The concept of co-housing is an interesting one that made its way to the United States from Denmark in the early 1980s. Basically, co-housing describes a community of 25 to 35 households — either detached or adjoining — with a shared common house, a walkable environment and a stimulating social atmosphere.
The website www.cohousing.org offers a clearer definition: Co-housing communities are intentional, collaborative neighborhoods created with a little ingenuity. They bring together the value of private homes with the benefits of more sustainable living. That means residents actively participate in the design and operation of their neighborhoods, and share common facilities and good connections with neighbors. All in all, they stand as innovative and sustainable answers to today’s environmental and social problems.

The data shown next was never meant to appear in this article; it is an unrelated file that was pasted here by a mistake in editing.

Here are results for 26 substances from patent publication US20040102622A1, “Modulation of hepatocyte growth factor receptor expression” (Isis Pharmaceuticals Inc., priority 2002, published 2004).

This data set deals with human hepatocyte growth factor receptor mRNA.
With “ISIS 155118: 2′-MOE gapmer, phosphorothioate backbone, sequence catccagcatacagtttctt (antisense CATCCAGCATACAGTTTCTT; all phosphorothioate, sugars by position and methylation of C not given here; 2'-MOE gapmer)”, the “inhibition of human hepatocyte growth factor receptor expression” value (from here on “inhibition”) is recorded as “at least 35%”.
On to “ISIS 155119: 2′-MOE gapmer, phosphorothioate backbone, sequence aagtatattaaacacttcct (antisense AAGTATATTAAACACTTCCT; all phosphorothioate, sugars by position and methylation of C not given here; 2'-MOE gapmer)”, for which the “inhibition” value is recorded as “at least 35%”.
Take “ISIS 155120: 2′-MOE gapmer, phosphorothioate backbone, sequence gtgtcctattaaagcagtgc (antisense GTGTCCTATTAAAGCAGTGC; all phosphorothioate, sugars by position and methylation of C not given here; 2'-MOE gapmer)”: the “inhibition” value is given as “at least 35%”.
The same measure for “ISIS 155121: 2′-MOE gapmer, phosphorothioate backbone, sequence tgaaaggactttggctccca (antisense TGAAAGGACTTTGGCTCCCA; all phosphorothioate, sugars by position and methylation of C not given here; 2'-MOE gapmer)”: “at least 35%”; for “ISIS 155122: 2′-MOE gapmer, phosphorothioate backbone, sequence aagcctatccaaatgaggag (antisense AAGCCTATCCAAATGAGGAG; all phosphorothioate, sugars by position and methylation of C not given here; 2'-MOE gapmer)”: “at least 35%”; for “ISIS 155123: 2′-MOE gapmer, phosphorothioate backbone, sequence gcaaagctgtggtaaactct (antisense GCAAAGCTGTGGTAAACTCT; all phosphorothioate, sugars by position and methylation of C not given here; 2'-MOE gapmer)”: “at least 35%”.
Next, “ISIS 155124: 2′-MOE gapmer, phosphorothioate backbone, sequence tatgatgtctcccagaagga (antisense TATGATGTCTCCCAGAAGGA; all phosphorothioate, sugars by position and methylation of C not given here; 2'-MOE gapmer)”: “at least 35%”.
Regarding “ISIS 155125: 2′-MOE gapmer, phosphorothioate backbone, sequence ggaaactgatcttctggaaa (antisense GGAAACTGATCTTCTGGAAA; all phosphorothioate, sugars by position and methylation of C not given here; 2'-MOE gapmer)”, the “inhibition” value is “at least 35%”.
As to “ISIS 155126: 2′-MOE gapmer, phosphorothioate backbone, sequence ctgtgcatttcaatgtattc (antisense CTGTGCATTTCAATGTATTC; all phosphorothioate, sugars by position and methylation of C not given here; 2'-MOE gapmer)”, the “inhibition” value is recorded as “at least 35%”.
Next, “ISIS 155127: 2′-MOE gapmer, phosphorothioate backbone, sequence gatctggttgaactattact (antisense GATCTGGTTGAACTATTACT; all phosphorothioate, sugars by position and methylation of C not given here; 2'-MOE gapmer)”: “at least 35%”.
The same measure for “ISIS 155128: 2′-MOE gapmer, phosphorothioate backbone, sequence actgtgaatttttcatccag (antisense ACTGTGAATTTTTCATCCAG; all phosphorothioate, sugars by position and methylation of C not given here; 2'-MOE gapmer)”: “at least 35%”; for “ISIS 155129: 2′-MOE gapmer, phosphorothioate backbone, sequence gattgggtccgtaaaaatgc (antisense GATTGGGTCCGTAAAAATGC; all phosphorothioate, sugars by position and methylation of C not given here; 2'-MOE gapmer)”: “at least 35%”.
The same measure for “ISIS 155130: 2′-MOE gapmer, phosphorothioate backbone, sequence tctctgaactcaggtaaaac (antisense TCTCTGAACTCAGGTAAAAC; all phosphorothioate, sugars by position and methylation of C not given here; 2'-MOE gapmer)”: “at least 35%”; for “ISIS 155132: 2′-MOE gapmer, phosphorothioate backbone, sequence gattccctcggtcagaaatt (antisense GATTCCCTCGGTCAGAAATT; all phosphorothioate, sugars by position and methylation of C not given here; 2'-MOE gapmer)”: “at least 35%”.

Today across our country, there are currently 163 established communities, 17 building and 130 “forming.” Of the 130 forming groups, 30 have already acquired land for development. New York, for example, is home to four established co-housing communities, with three locations in Ithaca and one in Saugerties, and several more in the formation process.
Not just a solution for seniors, many co-housing communities are being formed by proactive individuals in their fifties who see the benefit in this type of living as they prepare to enter their golden years.
Mutual living situations such as co-housing communities will not only aid those growing older gracefully, but also allow for maximizing resources through collective management of expenses and responsibilities. In a nutshell, it’s nice to know that we have options as we age.